It kind of happened organically. The first night we ever played together we had an extraordinary communication and it just clicked right away not just as people but as musicians too. We talked to each other through the music. About a month later I was slated to do the Soundwave Festival in Australia when my other guitar player’s Mom fell ill and he had to go to be by her side so I was going to do it by myself but I thought, wait a minute, Ori gave me her number and she lives in Australia and she wasn’t working with Alice at that time so I called her and asked if she wanted to do it and she was really up for it.

On this tour what do you have lined up for the shows each night? Will you be doing a mix of your own songs and a few new songs you have written together?

We’ve done a lot of playing recently. We recently played in South America where we did some big shows out there and we’ve actually just got back from Australia so it’s been a crazy time so we’ve been playing plenty of songs. We’re going to do something different every night but we’ve only got an hour so we’ll try to fit in as much as we can. We’ll do people’s favourites from my solo records and some of Ori’s stuff from her solo records and obviously we’ll do our take on a couple of Bon Jovi songs and we’ll throw a couple of new ones in as well from our new album that’s coming out next year.

Dry County is one of your finest moments as a guitar player. Will you be performing that one on the tour?

It’s a little bit long for an hour set and takes up too much time so we won’t be doing that on this tour but might on our own headlining shows when we have much more time. We have an hour so we’ll get in as much as we can and make sure it’s a great show for everyone.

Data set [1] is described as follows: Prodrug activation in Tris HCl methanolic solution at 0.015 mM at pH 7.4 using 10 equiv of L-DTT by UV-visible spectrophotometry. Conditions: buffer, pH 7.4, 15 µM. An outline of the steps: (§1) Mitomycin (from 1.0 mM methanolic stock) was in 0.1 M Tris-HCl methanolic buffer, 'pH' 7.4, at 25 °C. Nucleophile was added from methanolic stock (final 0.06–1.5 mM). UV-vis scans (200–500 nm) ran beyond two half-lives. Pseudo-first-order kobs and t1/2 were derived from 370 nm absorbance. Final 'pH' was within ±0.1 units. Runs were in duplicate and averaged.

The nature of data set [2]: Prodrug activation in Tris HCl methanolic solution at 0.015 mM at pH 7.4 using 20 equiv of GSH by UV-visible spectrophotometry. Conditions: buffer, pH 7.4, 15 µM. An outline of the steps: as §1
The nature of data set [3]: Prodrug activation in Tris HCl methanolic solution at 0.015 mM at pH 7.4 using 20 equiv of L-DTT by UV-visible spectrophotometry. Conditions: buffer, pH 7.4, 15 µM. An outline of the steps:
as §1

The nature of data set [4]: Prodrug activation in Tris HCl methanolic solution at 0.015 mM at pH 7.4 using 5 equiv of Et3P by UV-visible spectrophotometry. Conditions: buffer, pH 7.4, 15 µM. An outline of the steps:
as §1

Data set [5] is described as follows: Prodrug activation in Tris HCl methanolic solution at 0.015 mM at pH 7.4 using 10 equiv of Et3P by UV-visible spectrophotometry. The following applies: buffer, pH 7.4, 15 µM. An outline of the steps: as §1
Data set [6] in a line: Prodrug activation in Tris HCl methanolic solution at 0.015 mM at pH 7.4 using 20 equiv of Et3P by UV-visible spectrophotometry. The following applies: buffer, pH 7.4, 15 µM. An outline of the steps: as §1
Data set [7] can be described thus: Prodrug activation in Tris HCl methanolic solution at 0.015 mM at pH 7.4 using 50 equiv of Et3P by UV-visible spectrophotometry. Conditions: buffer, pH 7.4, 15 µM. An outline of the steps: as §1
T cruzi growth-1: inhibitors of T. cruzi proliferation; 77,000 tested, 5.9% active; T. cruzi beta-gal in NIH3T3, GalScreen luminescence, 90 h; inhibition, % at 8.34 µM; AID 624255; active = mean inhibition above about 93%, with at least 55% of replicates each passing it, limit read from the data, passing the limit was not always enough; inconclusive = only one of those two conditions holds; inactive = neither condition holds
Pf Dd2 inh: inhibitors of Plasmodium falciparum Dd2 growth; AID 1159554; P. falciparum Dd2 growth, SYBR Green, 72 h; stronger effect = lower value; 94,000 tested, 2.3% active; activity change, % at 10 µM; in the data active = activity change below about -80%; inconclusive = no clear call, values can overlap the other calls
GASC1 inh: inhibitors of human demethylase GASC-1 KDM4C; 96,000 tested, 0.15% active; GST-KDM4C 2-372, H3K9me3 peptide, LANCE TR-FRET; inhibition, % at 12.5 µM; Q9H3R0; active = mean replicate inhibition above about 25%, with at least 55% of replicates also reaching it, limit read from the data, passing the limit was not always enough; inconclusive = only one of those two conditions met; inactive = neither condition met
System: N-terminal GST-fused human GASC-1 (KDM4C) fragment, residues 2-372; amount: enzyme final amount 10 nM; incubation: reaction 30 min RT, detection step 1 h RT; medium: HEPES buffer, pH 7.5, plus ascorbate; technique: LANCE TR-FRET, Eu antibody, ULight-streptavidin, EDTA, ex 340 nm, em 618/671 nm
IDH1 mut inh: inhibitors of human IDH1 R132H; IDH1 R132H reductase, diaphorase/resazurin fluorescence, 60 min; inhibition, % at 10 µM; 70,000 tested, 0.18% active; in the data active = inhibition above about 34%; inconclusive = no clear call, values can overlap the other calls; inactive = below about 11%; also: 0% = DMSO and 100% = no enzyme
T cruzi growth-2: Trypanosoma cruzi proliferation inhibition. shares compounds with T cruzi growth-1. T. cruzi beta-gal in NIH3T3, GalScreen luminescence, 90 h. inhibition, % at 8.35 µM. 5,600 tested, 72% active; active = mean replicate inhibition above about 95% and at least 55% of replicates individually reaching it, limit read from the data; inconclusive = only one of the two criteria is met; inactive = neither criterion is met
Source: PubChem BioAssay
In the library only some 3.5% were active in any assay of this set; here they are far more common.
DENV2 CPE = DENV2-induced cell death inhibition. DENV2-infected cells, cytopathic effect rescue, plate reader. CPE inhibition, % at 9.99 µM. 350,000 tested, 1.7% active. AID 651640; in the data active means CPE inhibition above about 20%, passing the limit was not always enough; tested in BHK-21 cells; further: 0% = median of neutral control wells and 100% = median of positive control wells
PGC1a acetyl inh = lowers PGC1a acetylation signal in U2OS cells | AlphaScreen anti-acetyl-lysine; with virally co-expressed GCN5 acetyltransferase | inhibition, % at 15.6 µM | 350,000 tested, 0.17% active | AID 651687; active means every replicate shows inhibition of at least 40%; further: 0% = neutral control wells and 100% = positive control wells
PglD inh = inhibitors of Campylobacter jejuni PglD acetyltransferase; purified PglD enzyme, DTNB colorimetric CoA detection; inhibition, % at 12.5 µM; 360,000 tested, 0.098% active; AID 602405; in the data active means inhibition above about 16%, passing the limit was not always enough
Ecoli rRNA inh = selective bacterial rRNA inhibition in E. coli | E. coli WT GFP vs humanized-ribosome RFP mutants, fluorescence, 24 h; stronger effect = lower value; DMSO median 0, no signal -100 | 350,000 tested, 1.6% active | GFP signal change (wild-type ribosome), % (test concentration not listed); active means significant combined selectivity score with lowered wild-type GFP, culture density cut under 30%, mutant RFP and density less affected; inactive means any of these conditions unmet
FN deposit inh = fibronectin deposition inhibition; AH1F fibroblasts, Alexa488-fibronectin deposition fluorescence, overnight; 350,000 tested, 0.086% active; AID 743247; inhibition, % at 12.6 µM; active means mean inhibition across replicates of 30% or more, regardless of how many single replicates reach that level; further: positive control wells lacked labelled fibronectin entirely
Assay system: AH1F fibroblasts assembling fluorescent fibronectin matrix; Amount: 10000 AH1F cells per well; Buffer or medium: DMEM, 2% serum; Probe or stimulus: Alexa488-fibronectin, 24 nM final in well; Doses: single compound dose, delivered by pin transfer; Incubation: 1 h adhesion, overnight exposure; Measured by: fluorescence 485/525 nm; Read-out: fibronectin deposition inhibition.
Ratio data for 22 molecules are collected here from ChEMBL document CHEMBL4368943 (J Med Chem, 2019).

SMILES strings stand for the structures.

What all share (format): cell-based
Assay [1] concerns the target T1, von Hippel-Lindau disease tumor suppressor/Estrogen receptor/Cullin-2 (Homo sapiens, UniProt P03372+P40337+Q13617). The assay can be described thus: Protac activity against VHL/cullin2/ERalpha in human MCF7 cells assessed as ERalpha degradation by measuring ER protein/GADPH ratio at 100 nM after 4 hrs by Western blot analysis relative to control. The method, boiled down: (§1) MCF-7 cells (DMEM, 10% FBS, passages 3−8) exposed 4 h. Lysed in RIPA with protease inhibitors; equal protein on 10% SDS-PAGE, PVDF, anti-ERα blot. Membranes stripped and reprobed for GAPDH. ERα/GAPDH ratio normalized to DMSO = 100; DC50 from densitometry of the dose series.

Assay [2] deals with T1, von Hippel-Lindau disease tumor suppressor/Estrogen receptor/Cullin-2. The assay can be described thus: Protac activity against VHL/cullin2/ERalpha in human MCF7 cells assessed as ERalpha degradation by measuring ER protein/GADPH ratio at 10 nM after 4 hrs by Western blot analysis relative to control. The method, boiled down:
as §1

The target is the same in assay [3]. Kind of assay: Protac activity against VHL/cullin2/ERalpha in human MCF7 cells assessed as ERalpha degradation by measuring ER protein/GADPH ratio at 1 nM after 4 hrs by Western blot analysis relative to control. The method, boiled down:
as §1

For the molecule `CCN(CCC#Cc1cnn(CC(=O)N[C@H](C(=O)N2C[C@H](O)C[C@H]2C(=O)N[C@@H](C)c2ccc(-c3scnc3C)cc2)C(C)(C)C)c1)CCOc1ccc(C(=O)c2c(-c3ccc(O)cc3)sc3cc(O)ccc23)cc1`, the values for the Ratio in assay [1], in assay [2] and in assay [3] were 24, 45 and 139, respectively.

There’s not that many boyfriend/girlfriend guitar acts kicking around at the moment. You’re pretty unique in that sense?

Yeah, there’s not many of us around so we’re just a little bit different to everyone else.

Will you both be handling the lead vocals?

We’ll both be singing. We have to change people’s perceptions. We have a great cross section of music. We have 22 songs, which is 2 albums worth of new material and Bob Rock is producing it and we’re really thrilled. The new songs have been going down really well, the crowds have been wonderful. We’re coming man, we can’t wait.

A while ago you recorded a version of Deep Purple’s When A Blind Man Cries with Stuart Smith’s Heaven and Earth. That was a great cover. Have you thought about doing that one on this tour? It’ll go down great with the Bad Company crowd?

We love to do covers but we don’t really have enough time in our set to fit in everything that we want to play from our records. I’ve done lots of Bad Company songs before but wouldn’t do one on this tour, unless of course Paul Rodgers came and sang with us. I love Deep Purple’s When A Blind Man Cries and love playing it but not on this tour as people would say we should play more of our own songs.

What about the rest of your band. Who else is on this tour with you?